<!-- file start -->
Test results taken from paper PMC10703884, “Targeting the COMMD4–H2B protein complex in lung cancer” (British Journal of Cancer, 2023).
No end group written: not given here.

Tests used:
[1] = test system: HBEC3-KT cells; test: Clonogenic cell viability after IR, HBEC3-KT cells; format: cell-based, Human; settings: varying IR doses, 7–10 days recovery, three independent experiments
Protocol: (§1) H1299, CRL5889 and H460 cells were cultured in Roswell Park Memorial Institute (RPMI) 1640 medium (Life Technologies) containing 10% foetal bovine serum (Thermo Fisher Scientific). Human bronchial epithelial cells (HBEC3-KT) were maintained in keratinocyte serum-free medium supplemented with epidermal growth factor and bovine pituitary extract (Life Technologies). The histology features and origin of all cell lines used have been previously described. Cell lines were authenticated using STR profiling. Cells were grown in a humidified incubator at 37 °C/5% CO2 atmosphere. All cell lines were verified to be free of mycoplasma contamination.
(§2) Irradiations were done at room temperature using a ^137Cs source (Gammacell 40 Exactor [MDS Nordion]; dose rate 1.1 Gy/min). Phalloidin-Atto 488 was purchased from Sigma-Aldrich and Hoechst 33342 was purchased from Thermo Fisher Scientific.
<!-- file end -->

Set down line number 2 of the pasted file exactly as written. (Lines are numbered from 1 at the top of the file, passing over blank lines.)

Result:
No end group written: not given here.